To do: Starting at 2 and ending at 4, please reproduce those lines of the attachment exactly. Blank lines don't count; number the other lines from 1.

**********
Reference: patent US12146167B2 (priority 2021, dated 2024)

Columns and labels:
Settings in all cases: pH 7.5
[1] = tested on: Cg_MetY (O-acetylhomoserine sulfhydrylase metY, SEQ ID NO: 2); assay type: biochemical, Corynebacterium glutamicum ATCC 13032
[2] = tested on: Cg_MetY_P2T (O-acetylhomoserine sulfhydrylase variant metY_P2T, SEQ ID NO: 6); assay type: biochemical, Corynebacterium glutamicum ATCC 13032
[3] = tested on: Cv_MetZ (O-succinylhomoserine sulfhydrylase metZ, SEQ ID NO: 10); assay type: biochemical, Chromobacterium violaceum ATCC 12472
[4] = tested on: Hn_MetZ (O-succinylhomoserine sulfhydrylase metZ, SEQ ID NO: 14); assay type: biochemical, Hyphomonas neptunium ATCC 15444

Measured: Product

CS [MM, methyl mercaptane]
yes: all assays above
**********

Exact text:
Columns and labels:
Settings in all cases: pH 7.5
[1] = tested on: Cg_MetY (O-acetylhomoserine sulfhydrylase metY, SEQ ID NO: 2); assay type: biochemical, Corynebacterium glutamicum ATCC 13032